Defying conventional development – animals that shrink and grow

The standard process of invertebrate growth is that when you have matured and reached adulthood your skeletal system becomes static, and you stay roughly the same size. Although this is generally true, there are some animals that pay no attention to this way of growth and can actually shrink and grow in the space of months – incredible!

First, we head to the Galapagos archipelago. The Galapagos consists of 13 major and 6 smaller islands and is home to some of the most pristinely preserved ecosystems in the world. Much of the incredible biodiversity found here is endemic to the islands, one such species are the marine iguanas (Amblyrhynchus cristatus). These iguanas are unique among lizards in their ability to swim, but they can also hold their breath for up to an hour.

Aaron Pomerantz
Credit: Aaron Pomerantz

Each of the islands play host to slightly different marine iguanas, each as distinct as their island. They were described by Darwin as the “most disgusting, clumsy lizards”, but there is beauty comes in their incredible adaptions. Feeding exclusively on underwater algae and seaweed, they have developed claws that allow them to grip to the rocks to avoid being buffeted away by the currents. While this way of feeding means a lack of competition, it also means ingesting a large amount of salt from the water. To overcome this, they have evolved glands near their nose that clean their blood of the extra salt, and regularly sneeze to expel the salt creating quite the display.

While these adaptations are fantastic, but they have another completely astounding skill – the ability to change the length of their spine over a matter on months.

Jason G Goldman
Credit: Jason G Goldman

Due to their location, the archipelago benefits from a high exposure to upwelling of nutrient rich water from the deep ocean. This water fuels photosynthesis, thus phytoplankton and algal growth, and drives the islands ecosystems. When El Niño occurs, the temperatures increase, the upwelling is reduced and the trade winds that drive the whole weather system is reduced. This puts the iguanas under a lot of stress due to the scarcity of food, so by shortening their spines they reduce energy expenditure and increase their foraging efficiency. They are the only vertebrate known to be able to do this, and two studies found that individuals became shorter by up to 20% during these time periods.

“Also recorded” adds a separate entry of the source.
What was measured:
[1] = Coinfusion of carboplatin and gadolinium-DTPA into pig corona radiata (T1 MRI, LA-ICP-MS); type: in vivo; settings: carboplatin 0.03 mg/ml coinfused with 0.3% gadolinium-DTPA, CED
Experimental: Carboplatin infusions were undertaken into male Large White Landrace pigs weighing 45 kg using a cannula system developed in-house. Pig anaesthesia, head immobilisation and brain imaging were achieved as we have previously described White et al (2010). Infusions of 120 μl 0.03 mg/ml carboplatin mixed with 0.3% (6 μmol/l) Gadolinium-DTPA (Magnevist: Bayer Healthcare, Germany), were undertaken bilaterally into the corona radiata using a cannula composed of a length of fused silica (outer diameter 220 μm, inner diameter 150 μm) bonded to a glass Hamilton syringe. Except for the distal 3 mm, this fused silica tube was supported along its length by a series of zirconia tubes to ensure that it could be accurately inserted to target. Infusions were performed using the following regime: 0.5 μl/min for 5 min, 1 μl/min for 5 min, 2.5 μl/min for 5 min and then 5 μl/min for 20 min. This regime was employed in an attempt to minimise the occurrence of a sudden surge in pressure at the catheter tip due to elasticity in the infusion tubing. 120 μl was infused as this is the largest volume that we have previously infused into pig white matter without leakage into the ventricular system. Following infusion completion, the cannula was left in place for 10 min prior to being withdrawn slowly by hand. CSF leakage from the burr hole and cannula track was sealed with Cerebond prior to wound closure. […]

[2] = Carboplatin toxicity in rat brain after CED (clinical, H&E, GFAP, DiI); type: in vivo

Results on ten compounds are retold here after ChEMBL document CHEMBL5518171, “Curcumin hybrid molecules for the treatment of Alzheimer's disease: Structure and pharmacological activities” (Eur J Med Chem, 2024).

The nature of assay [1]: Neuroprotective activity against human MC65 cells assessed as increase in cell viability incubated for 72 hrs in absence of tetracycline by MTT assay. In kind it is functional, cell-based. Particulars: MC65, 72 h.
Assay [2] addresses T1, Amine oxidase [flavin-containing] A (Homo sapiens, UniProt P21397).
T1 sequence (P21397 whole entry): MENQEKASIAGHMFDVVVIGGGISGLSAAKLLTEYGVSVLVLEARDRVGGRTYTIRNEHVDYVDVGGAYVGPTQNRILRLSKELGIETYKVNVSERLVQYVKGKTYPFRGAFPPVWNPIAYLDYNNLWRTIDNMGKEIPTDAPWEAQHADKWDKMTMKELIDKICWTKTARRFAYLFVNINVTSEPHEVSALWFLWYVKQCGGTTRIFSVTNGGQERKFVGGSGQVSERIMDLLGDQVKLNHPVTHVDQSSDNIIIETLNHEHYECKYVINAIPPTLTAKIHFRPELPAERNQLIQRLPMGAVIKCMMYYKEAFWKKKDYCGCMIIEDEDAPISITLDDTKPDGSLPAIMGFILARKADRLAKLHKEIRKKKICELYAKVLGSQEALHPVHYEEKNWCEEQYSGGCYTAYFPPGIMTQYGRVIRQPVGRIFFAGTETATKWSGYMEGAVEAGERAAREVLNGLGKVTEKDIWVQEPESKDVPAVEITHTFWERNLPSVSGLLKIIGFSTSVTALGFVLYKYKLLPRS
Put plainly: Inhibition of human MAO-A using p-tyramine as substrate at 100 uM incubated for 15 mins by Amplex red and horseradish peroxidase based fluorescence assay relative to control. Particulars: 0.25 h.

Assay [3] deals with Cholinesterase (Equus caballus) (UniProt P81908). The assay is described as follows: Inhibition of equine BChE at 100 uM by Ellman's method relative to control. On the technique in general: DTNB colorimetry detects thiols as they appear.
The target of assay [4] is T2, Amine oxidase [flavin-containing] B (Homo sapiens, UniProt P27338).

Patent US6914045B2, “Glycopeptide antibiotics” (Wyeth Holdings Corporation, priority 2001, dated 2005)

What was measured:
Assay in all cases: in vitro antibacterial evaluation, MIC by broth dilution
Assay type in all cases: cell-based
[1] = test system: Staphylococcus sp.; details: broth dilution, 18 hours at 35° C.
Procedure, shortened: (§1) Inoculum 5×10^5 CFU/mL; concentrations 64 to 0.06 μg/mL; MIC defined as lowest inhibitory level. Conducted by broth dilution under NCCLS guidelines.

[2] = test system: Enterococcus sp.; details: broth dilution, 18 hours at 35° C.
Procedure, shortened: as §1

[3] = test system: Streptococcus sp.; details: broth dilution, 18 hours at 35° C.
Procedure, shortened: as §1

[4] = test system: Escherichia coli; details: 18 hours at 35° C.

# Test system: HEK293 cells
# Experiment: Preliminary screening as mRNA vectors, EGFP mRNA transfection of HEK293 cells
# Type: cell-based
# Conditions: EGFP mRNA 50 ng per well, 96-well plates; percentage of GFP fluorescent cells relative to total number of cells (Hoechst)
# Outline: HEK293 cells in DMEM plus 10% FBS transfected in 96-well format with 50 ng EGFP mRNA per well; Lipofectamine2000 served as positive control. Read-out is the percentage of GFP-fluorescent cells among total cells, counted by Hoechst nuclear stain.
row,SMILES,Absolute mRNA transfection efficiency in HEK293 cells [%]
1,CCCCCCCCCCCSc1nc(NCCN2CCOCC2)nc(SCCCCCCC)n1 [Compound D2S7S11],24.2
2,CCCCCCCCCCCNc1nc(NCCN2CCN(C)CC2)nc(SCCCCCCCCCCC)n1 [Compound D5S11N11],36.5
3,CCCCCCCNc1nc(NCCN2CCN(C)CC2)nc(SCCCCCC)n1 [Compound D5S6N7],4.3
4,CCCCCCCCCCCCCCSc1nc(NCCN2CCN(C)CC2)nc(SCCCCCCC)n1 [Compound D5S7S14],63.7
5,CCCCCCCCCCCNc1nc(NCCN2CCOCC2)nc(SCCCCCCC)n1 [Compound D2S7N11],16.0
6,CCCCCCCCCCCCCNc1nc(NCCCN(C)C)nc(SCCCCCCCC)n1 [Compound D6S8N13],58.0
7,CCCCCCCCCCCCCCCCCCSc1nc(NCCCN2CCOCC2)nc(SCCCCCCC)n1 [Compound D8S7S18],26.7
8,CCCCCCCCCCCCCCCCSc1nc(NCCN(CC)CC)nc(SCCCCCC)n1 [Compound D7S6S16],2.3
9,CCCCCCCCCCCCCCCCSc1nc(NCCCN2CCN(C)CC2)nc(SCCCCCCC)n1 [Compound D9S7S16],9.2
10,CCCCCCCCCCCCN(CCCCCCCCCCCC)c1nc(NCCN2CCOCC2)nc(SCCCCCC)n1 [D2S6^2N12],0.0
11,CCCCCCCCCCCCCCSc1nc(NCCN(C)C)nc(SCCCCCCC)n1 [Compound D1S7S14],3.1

When La Niña conditions occur, the upwelling increases, trade winds get stronger, and algal food becomes more abundant and the iguanas regain the spine length they lost. These weather patterns occur every fourth of fifth year, so these iguanas are constantly changing. The mechanisms are still unclear, but reabsorption of bone material could be a potential mechanism.

Although the marine iguanas are the only invertebrates known to be able to lengthen and shorten their spine, there are a few other documented cases of bidirectional size changes, and not just of the skeletal kind.

Karol Zub
Credit: Karol Zub

In 2017 a team of researchers monitored 12 red-toothed shrews and found that their braincase and even their brain changed size! They found a summer peak in brain and braincase size, a winter decrease and a spring regrowth. These size changes of up to 20% seem to be part of their adaptive process to increase their chance of survival in the winter months. It is hypothesised that this is their alternative to hibernation or migration, their metabolic rate reduces which compensates for the energy budget increase in cold temperatures and reduces their need for food. The increase in Spring then makes them competitive during their reproductive period so they can protect their territories, however some studies have shown that they do not fully regain their full brain capacity.

Another mammal which has this power is the weasel. Weasels are phylogenetically distant to shrews but have also been shown to increase and decrease their braincase and brain size over their first two years. They found all the weasels had a “growth overshoot” in their first year before shrinking down in winter, but only male weasels grew in their second summer. This pattern suggests the same pressures of resource scarcity during the winter months and the reproductive pressure in the spring. 

Each animal appears to be responding to environmental pressures, so these discoveries could lead to new ways to monitor the impact of environmental changes on different species. It could also provide new avenues to explore in terms of degenerative bone research, joint and brain conditions, and potentially new therapeutic options. 

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